A recent OC Register Editorial asserts that Assembly Bill 5,by Assemblyman Tom Ammiano, D-San Francisco, the Homeless Persons Bill of Rights and Fairness Act is “misguided compassion towards the homeless.” To their horror, as the Register’s editorial writers see it, the Bill would grant the homeless new rights in California, including sleeping on sidewalks.
The authors of this misguided assault on compassion, assert that “as American citizens, homeless people already benefit from every right in the actual Bill of Rights. But this measure would, for instance, allow them to sleep on sidewalks, in parks and other public spaces and would require that city governments provide them with bathrooms and showers.”
Well it seems to me that the freedom to lay down and rest when one is tired is a basic human right even though it is not specifically enumerated in the Bill of Rights. If you were to, in daylight hours, lay down a blanket, or mat on a park lawn or bench to take a nap you would not be breaking any laws. Such a violation only occurs when you do so at night. The laws our cities, like Santa Ana, have enacted to discourage the homeless from hanging around, are specifically targeted to prevent homeless people from engaging in a basic right to sleep during the night, The mere act of using a blanket to keep themselves warm, or a mat to cushion against the hard ground, breaks the law.
If you are homeless, it is difficult to stay with all of your worldly possessions 24/7. You might think that the guarantees of the Fourth Amendment would provide protection.
“The right of the people to be secure in their persons, houses, papers, and effects, against unreasonable searches and seizures, shall not be violated…”
But in practice, that is not the case. For example, the city of Costa Mesa recently enacted an ordinance designed specifically to streamline the seizure and disposal of personal belonging of homeless individuals deemed “abandoned.” Costa Mesa is, to its credit, trying to find a place for the homeless to store their belongings safely before fully implementing the ordinance. But that was deliberate choice; there is no law requiring the city to take such measures. Earlier this month, the Costa Mesa City Council approved plans to develop permanent housing for homeless city residents.Another positive and compassionate choice.
The Homeless Persons Bill of Rights does not prescribe new rights, it seeks to guarantee that society provide for the protection of the basic rights the homeless already should enjoy.
If, as a society, we do not wish to have people sleeping in parks and other public spaces after dark, then the least we can do is provide safe places where our citizens without homes can sleep. We must also accept, that if an individual wishes to not sleep in the shelter provided, that they should be free to make that choice, without fear of arrest or citation. This is a condition guaranteed y that whole “Freedom and Liberty” principle that the Register editorial writers are so fond of espousing.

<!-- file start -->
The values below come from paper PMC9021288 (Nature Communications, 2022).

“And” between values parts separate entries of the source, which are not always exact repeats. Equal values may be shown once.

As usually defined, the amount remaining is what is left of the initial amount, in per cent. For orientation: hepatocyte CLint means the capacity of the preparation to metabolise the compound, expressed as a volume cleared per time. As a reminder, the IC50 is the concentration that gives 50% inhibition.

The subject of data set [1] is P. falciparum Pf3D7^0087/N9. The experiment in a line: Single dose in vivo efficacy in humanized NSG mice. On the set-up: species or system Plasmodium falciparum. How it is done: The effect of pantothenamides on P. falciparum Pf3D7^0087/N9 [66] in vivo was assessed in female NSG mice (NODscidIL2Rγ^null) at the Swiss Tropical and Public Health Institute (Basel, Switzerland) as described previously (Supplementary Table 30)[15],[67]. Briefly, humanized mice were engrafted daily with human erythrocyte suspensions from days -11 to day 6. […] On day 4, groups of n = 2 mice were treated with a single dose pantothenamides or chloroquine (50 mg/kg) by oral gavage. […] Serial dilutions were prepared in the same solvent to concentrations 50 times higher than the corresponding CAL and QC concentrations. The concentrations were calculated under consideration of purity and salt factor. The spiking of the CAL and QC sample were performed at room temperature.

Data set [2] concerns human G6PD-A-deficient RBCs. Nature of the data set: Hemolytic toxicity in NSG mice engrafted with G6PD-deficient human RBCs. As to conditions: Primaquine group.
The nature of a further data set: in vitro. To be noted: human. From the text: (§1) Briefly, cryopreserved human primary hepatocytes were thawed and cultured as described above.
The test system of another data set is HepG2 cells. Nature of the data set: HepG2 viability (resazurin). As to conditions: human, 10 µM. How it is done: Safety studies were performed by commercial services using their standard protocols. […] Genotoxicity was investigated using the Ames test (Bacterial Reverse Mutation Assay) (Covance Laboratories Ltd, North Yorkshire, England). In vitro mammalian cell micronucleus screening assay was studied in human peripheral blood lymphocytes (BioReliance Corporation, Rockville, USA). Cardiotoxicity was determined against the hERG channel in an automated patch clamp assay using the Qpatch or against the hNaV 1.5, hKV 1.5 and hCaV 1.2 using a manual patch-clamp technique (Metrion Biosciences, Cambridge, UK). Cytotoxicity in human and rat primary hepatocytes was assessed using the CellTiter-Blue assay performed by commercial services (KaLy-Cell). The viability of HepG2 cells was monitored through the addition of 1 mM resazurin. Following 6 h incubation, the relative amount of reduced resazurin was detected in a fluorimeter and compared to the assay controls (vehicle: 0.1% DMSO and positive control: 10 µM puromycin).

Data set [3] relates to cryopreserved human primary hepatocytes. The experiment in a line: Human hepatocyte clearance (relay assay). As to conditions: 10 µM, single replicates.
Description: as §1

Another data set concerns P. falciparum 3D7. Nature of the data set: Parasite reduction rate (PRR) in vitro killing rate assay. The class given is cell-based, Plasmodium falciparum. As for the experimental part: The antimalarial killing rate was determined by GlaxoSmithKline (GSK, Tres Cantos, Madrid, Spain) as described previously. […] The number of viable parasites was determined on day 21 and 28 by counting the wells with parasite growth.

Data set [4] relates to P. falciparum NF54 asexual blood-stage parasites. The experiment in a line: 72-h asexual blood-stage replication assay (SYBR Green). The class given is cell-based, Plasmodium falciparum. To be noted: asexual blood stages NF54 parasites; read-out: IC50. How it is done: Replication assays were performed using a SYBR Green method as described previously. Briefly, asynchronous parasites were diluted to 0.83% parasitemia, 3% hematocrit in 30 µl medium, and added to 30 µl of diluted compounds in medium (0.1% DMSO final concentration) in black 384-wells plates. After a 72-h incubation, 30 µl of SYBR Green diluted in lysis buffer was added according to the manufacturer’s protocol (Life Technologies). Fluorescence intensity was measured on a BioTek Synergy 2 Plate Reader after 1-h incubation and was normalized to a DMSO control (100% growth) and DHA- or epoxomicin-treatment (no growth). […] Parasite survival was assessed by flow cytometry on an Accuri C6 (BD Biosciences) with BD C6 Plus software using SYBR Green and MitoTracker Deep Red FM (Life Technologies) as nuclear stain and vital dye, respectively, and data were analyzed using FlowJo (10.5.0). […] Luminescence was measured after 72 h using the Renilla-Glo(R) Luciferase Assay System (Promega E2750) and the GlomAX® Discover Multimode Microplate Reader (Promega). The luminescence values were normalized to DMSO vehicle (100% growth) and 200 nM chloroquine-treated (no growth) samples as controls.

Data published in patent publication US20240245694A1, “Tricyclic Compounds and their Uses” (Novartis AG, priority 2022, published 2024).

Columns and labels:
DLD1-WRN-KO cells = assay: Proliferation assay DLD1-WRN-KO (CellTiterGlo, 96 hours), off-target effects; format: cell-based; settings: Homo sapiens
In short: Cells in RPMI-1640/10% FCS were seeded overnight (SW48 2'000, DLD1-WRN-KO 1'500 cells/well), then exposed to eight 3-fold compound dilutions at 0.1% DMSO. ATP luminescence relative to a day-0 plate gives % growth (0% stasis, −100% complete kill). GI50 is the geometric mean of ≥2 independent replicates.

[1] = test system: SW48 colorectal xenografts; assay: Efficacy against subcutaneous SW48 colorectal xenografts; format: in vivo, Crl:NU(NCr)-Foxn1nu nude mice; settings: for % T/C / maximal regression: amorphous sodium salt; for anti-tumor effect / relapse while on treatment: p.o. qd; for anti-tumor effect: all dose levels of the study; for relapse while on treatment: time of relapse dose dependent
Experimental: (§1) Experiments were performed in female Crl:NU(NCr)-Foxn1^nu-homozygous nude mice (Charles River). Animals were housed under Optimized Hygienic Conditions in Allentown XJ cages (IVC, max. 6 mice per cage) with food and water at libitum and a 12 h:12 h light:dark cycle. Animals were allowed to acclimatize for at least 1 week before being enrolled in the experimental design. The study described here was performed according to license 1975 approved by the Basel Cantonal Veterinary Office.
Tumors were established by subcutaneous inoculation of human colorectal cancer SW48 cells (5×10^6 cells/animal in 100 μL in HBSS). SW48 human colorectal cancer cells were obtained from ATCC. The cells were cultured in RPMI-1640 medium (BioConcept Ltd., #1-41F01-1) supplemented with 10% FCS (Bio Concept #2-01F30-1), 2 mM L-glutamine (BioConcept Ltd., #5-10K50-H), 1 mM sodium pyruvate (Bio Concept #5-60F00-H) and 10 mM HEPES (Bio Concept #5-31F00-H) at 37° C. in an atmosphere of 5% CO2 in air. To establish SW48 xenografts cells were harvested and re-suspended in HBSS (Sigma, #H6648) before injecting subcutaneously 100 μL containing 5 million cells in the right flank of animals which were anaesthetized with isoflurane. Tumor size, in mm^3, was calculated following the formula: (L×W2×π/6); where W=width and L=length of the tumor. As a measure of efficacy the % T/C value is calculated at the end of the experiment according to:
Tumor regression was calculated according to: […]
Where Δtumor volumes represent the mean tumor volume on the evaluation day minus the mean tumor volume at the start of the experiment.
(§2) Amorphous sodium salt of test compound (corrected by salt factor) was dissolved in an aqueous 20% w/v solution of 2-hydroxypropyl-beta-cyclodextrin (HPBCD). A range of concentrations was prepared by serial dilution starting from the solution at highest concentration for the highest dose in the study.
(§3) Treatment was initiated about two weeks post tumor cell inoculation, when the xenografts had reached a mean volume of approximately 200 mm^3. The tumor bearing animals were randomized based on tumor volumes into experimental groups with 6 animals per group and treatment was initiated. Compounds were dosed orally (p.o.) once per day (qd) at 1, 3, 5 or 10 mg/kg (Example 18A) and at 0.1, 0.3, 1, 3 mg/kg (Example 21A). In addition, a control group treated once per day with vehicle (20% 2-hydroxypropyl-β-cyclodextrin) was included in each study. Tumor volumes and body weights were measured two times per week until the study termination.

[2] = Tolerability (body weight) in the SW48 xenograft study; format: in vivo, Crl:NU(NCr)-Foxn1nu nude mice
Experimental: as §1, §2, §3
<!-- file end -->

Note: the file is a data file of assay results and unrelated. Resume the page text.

If we don’t want the smell of urine in our public spaces, we should ensure that public restroom facilities are available for use in our public areas where we know there is a need.
The Register editorial quotes the San Francisco Chronicle on the legislation: “It would guarantee a taxpayer-funded attorney for homeless people who are given a citation for, say, loitering or panhandling. It does not protect them from arrests for public drunkenness.” Based upon the context it seems the writers object to this provision.
The Eighth Amendment of the Constitution states that “Excessive bail shall not be required, nor excessive fines imposed, nor cruel and unusual punishments inflicted.”
Law enforcement officers in many cities will routinely cite homeless individuals for a variety of offenses that require appearance in court and the payment of a fine or face an arrest warrant. In most cases, the cost of the bail (fine) alone is beyond their ability to pay. That fact, coupled with the prospect of jail for the simple offense of “camping” (i.e.: sleeping on a mat, or covered with a blanket) or loitering, deters many from even responding to citations. And, even if they wanted to appear in court, without transportation that possibility is pretty much off the table.
The Homeless Persons Bill of Rights provides for legal counsel, at the expense of the county where the citation is issued, if the county chooses to initiate judicial proceedings authorizing arrest for failure to appear or to pay the bail amount listed on the notice to appear. And that the defendant be notified of this right before entering a plea, and any waiver of that right be explicit. The right to the assistance of counsel is technically guaranteed by the Sixth Amendment, but is routinely ignored for such offenses.
Providing legal protections to ensure that basic human and civil rights are enjoyed by everyone in our society is not misguided compassion, it’s what civilized societies do. To the Register editorial writers so offended by the homeless sleeping in public spaces, or having legal counsel to fight for freedom from being jailed for sleeping, we ask a simple question. While it is enshrined in our Declaration of Independence and not the Constitution; where would you have the homeless exercise their right to life, liberty and the pursuit of happiness (i.e.: survival); or more directly, if not in our public spaces, where would you have them sleep?